10 Minority Population in Maryland, 2010 Maryland Population, 2010 U.S. Census by Race and Ethnicity (45.3%) MinoritySource: 2010 Census Demographic Profiles, Department of Planning, Projections and Data Analysis/State Data Center, May 2011
11 Health Disparities in Maryland Compared to Whites, the Black or African American death rates for the period of were:1.2 times higher for heart disease1.2 times higher for cancer1.3 times higher for stroke1.8 times higher for bloodstream infections2.0 times higher for kidney diseases2.3 times higher for diabetes7.7 times higher for homicide10.9 times higher for HIV/AIDSThe cost of the Black vs. White disparity in admission rate and severity disparities was about $800 million in Maryland for 2011.Black men’s prostate cancer mortality rate was 2.0 times higher compared to White men, while the Black prostate cancer incidence was 1.4 times higher.
12 Social Determinants of Health Disparities and Environmental Justice ** higher is better,Blacks are worse offSource: Maryland Asthma Surveillance Report, Asthma in Maryland, and BRFSS
13 Asthma Disparity in Maryland Black vs. White Disparity Rate for Adults with Asthma, Maryland 2009Access to healthcarehas becomethe major issue forhigher mortality rateamong Blacks in Maryland.Maryland BRFSS, 2009; Maryland HSCRC, 2009; Maryland VSA,Rates are age-adjusted to the 2000 U.S. standard population. Source: Maryland Asthma Surveillance Report, Asthma in Maryland 2011
14 Progress in Disparity Elimination in Maryland Between 2000 and 2009 the gaps between the Black and White age-adjusted death rates (Black rate minus White rate) were reduced as follows:For All-cause Mortality, the gap was reduced by 39%For Cancer Mortality, the gap was reduced by 63%For Heart Disease Mortality, the gap was reduced by 6%For Stroke Mortality, the gap was reduced by 43%For Diabetes Mortality, the gap was reduced by 46%For HIV/AIDS Mortality, the gap was reduced by 46%Source: CDC Wonder Mortality Data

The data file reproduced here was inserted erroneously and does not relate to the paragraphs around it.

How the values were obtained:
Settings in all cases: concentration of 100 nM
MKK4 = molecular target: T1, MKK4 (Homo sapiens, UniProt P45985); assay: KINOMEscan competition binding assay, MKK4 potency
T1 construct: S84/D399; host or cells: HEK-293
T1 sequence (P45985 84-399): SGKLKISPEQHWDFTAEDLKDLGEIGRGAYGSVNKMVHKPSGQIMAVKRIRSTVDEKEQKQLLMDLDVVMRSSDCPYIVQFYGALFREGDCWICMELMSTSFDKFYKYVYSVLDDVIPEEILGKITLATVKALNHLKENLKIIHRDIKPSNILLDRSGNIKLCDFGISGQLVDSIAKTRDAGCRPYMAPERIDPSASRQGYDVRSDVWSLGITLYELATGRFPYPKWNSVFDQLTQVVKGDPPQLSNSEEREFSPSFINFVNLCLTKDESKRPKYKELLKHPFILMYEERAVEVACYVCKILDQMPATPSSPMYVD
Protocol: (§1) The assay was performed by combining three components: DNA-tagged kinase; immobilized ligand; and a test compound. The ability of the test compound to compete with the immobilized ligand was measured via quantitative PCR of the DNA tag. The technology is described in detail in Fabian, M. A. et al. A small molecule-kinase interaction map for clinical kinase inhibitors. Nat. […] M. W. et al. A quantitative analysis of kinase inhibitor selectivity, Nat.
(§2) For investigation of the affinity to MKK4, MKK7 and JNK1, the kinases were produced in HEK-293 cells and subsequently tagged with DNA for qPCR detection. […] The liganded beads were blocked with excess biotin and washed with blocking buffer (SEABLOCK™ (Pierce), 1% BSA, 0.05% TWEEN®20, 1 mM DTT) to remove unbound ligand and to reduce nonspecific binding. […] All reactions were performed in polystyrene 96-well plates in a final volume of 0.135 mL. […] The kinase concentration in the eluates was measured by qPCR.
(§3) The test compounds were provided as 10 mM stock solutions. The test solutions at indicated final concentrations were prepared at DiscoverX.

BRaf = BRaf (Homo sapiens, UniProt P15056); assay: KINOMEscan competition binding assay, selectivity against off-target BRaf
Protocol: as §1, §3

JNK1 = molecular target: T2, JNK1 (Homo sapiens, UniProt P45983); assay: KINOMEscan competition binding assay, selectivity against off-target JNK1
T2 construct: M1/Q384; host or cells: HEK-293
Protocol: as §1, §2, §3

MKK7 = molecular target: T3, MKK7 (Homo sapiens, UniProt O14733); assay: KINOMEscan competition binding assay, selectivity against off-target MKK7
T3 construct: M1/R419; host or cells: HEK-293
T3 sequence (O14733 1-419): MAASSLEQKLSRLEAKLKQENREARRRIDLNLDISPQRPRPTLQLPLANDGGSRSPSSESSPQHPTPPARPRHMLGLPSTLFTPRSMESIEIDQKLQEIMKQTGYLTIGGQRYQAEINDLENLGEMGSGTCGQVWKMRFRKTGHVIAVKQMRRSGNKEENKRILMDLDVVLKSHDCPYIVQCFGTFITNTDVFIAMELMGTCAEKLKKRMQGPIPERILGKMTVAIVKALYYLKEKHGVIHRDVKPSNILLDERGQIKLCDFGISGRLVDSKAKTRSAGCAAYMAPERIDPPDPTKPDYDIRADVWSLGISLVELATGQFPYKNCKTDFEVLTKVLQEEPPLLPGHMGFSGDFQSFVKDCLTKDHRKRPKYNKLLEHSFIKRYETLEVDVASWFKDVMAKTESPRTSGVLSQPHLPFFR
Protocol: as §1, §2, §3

15 Maryland Plan to Eliminate Minority Health Disparities Plan of Action 2010-2014 The Action Plan’s main objectivesinclude:Objective 1: AWARENESS – Increase awareness of the significance of health disparities, their impact on the state and local communities, and the actions necessary to improve health outcomes forMaryland’s racial and ethnic minority populations.Objective 2: LEADERSHIP – Strengthen and broaden leadership for addressing health disparities at all levels.Objective 3: HEALTH AND HEALTH SYSTEM EXPERIENCE – Improve health and health care outcomes for racial and ethnic minorities and underserved populations and communities.Objective 4: CULTURAL AND LINGUISTIC COMPETENCY – Improve cultural and linguistic competency.Objective 5: RESEARCH AND EVALUATION – Improve coordination and use of research and evaluation outcomes.